Amid coronavirus crisis, wealthy Gulf States can no longer provide aid to struggling Arab neighbors and may soon lay off millions of foreign workers.

No sooner than one estimate is made of the economic damage the coronavirus epidemic is wreaking on the Middle East, a more dire forecast supercedes it. The Arab Tourism Organization, for example, is predicting losses of $40 billion in the tourism sector by the end of April if there is no change in the epidemic’s current direction, and that doesn’t include losses of more than $14 billion that airlines could suffer.

These estimates are based on the losses up to this point, but they don’t include indirect damage caused, for example, by the layoff of thousands of employees, compensation and assistance grants to the newly unemployed and to the airlines. In some countries in the region, including Egypt, Iran and Turkey, tourism is a strategic part of the economy, accounting for a significant portion of their GDPs. It could take between a year and a half to two years to rehabilitate them.

At the moment, these countries are split between those that are wealthy and hold huge foreign currency reserves that can help fund impressive economic assistance plans, and those that are poor and are now seeking to figure out how they will finance ongoing essential needs at a time when international financial institutions are concerned about making risky loans. In each of the countries in the region – both rich and poor – there are two simultaneous wars of survival being fought: One on the part of governments trying to protect their countries’ economies, and the other on the part of private citizens, who are looking for alternatives in the face of their governments’ powerlessness.

The United Arab Emirates and Saudi Arabia have established special funds with tens of billions of dollars in financing, and through which they are funneling grants and loans at negligible interest rates to business owners and private citizens. At the same time, in Syria, Jordan and Morocco, the assistance is measly at precisely a time when citizens are being disgracefully exploited by major companies and by the suppliers of food and other essential products. That’s in addition to the transportation problems that the people are encountering trying to get to the jobs that still remain.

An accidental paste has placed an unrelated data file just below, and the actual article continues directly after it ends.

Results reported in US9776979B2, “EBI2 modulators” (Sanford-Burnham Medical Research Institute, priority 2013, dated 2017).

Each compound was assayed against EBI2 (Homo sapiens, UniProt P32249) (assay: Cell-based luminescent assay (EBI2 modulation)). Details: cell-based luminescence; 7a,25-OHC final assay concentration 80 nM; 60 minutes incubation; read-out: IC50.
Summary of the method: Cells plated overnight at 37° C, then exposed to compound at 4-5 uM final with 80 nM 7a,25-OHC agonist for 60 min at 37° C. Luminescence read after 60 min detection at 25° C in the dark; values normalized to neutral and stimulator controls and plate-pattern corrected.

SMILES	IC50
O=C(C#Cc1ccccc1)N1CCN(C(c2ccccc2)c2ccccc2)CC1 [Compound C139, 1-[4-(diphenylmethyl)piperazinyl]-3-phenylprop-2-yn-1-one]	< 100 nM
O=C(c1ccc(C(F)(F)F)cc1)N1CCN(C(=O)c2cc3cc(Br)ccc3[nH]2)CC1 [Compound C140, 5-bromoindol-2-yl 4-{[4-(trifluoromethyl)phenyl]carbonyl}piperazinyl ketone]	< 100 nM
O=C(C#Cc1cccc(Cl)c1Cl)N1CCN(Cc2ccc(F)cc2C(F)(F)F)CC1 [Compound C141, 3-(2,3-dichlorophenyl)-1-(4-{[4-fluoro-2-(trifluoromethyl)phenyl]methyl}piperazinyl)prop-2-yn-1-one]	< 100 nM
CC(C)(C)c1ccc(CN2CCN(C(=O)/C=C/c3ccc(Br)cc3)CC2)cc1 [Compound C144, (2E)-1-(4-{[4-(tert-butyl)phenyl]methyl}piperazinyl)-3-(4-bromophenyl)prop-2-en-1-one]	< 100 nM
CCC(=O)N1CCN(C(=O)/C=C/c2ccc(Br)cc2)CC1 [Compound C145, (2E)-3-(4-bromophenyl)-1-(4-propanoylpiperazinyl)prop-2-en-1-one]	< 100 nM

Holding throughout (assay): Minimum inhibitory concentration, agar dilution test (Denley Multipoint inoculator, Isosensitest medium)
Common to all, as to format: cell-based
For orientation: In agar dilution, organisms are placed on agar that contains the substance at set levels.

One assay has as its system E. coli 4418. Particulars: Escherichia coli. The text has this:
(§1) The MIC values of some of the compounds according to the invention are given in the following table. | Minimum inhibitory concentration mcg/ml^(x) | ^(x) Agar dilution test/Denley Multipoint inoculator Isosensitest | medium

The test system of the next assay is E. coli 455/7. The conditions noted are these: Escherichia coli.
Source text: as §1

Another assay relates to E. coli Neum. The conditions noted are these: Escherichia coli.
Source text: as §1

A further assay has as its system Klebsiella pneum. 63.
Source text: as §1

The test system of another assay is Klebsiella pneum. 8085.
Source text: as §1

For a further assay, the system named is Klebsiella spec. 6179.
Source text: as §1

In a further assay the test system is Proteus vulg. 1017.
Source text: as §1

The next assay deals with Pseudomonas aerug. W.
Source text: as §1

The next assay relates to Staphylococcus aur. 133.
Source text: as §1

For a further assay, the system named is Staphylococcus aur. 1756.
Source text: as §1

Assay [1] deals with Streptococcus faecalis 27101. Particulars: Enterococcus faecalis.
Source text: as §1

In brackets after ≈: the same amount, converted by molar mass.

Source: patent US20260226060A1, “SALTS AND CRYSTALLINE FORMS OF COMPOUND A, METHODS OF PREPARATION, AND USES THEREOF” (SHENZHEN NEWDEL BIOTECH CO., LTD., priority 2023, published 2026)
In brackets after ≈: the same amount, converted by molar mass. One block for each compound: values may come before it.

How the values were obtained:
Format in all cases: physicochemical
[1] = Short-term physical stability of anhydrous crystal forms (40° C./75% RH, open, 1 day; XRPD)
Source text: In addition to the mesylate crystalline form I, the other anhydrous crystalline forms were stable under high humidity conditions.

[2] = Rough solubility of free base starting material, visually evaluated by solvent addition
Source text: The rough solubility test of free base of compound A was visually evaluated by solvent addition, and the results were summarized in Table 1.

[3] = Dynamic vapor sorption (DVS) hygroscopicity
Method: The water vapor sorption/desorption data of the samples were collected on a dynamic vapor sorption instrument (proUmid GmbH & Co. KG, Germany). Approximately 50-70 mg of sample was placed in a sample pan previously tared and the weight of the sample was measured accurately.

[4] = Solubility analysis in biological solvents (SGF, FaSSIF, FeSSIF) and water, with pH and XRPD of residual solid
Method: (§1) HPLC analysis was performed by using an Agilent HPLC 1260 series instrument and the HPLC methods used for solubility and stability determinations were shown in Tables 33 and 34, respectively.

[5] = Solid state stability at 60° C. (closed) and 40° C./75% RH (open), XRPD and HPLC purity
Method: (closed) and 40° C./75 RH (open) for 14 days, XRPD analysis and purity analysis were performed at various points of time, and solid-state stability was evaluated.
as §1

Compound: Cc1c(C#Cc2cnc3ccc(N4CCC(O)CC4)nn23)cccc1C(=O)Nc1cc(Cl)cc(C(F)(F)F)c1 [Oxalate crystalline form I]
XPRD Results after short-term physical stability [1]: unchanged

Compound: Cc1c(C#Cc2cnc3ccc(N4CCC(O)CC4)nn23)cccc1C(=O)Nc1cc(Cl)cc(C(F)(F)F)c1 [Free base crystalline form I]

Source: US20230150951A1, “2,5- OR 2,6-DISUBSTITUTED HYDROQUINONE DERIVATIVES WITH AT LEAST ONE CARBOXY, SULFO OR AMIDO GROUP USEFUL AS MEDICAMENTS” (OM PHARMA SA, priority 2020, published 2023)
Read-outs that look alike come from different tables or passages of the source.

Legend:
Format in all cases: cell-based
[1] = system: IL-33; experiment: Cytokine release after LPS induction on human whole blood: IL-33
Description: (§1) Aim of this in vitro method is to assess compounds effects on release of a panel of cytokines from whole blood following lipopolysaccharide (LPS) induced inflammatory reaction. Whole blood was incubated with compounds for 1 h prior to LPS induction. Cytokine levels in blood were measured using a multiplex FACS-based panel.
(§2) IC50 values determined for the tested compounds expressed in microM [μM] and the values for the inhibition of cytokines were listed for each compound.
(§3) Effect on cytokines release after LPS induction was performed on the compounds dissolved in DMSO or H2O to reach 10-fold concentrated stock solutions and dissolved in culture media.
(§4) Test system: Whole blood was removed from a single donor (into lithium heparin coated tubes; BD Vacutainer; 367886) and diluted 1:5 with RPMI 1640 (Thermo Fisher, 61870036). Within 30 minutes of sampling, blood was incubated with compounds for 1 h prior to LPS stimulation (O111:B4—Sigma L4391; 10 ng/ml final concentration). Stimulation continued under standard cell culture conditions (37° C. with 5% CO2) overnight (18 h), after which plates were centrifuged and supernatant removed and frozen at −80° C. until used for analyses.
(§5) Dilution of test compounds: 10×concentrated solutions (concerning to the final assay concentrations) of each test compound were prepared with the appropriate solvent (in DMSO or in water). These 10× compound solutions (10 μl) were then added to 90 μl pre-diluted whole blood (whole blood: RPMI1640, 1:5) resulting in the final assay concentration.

In a video posted on a Syrian website, a group of young people explained how they decided to set up a production line at home to make disinfectants. With large tanks of liquid and a hand mixer as a backdrop, they are seen filling plastic bottles with sanitizing liquid through a cloth funnel, as they explain that in their town, the besieged city of Idlib, no disinfectants remained.

Other reports from Syria recount how merchants have hoarded huge quantities of disinfectants in recent months and are now selling them at prices ten times the going rate prior to the coronavirus pandemic. In Saudi Arabia, the authorities also discovered a giant warehouse with about a million face masks. In Morocco, packages of 50 face masks are being sold for about $50. Before the outbreak, they were going for $3.50.

Lodging a complaint with the region’s health ministries over price gouging is generally futile in the absence of sufficient manpower to provide oversight. In an expose, the Al-Araby Al-Jadeed website reported that a cadre of merchants and smugglers in much of the Arab world is currently reaping huge profits on the sale of masks and gloves, most of which don’t meet international standards and may even endanger the users’ health.

By Zvi Bar’el
Haaretz

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